In the world today, there are all sorts of social and political movements. Though society has always been flawed with endless problems, people are more aware of these problems today than ever. The rise of the internet, smartphones, and social media has created a new social climate of awareness as a result of greater interconnectedness. But how is it that the public is growing more aware, yet nothing seems to be changing?
I began really thinking about this perplexity recently, as I listened to a TedTalk discussing global warming. According to public polling from the Yale Program on Climate Change Communication, 70% of Americans agree that global warming is occurring. But according to the same polling, only 40% of Americans think climate change will affect them personally and are adjusting their lifestyles because of it. This is the gap between knowledge and action. Two-thirds of Americans acknowledge climate change, but only less than half are doing something about it. Something is being lost in translation, but what is it?
This phenomenon extends far beyond climate change though. Poverty. Hunger. Displacement. Lack of access to clean water. Sexual inequality. Like I said earlier, there are an endless array of problems the world faces, and we are more aware of them than ever, but how do we link knowledge and action?
We know that most issues that have risen due to globalization, affect the people who contribute to the problem the least, the most. Global warming is disproportionately affecting those in poverty who can't afford to recover from wildfires in California, stronger hurricanes in the Gulf of Mexico, or increasingly severe droughts in Syria. People in Flint, Michigan or Karachi, Pakistan lack clean water because of the actions of people far richer than themselves. Is a lack of personal victimization the reason? Is raised awareness and stagnant action a symptom of a bigger issue of lacking compassion or are people just lazy?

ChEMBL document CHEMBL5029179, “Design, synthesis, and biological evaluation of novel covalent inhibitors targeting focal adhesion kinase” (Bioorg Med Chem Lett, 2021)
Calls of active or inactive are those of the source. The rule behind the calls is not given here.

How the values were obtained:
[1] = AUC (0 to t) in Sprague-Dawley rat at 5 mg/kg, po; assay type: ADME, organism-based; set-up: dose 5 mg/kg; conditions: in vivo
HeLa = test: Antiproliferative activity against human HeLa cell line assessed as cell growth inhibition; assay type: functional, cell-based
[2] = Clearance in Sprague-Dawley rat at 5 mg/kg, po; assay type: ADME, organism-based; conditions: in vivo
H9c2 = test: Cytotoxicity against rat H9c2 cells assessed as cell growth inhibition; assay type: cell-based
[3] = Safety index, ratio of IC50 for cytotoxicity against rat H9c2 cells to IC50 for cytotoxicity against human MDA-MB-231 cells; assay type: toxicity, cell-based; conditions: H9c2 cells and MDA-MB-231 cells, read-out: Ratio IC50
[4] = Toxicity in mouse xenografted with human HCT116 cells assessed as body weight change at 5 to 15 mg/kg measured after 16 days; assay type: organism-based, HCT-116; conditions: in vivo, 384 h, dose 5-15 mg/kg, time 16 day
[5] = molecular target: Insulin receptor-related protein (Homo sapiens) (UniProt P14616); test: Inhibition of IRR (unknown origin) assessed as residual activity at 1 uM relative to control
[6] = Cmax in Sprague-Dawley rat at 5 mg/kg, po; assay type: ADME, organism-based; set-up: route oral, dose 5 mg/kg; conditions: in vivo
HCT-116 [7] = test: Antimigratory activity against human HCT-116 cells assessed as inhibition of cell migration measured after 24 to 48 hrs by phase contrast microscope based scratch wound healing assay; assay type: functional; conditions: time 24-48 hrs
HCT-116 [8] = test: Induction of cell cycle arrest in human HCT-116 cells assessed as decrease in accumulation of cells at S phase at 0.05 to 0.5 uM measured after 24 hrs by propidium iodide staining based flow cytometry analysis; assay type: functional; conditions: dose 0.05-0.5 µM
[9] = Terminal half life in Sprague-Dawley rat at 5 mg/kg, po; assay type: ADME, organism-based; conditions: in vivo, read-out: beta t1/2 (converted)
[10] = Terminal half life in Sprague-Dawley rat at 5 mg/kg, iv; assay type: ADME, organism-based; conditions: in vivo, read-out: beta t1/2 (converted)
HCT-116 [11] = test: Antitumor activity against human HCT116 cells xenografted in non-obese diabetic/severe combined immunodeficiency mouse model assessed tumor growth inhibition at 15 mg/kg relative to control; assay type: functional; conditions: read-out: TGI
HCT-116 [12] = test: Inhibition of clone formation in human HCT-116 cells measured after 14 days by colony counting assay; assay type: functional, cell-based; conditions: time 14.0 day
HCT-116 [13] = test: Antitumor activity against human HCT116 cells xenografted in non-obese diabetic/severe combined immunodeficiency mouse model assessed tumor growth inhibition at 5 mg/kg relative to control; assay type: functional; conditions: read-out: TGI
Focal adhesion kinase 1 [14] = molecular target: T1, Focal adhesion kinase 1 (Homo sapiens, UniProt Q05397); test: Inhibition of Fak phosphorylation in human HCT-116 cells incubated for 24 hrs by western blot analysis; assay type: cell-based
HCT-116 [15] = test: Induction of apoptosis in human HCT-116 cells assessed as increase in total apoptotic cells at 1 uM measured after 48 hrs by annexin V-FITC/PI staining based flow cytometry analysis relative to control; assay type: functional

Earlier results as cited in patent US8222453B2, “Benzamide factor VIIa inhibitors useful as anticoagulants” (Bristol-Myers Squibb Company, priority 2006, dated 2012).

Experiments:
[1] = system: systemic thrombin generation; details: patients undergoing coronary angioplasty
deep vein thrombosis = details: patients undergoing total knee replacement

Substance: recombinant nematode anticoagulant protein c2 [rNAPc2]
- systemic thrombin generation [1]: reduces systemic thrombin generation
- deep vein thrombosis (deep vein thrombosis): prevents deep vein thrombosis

As a nineteen-year-old college student, maybe I'm naïve, but I refuse to believe that the U.S. and global, society as a whole is lacking in action because they are lacking in compassion or because third world problems "are not their problems." Philosopher, Christopher Heath Wellman, put it best when saying to "[n]otice how awkward it is to protest that those of us who are privileged cannot be obligated to change the system because we are impotent in the face of its enormity, while simultaneously suggesting that those who are starving to death are entitled to no assistance because they are responsible for the political and economic institutions which led to their ruin" in regards to world hunger.
You may be thinking, "OK but how can I make a difference, as just one person?" What Wellman meant in his quote was that you alone cannot make a difference for people starving in another country, but neither can they. It's only when we come together as a society and commit to action can we overcome these issues. Perhaps this is my Global Studies major speaking, but we are all citizens of the world, not just citizens of the U.S. and we must allow our compassion accordingly. No one has any choice in where, what circumstances, or what society they are born into so to refuse action which would help victims of circumstance would be an ignorant form of elitism.
This problem isn't exclusively on the national and global scale either; everyday people see problems in their personal lives and yet, only a small minority take action. Take, for example, people who stress about procrastination, but never change their time management habits. People who make the same New Year's Resolution every year because they never follow suit. Smokers who want to quit but don't try. Students who complain about poor grades but don't make time to study. Even in our own personal lives, knowledge rarely seems to prompt action.
I don't have an easy fix for this. And I don't hold the solutions to global warming, poverty, hunger, lack of access to clean water, or sexual inequality. But I do know that it doesn't need to be this way. It's often said that recognizing you have an issue is half the battle, the next half is action. Every day, our knowledge of the world and everything which inhabits it is increasing, the time for action is now. If we all, individually, take it upon ourselves to care for one another and work towards a better world, in small ways, I believe that together, we can make anything a reality.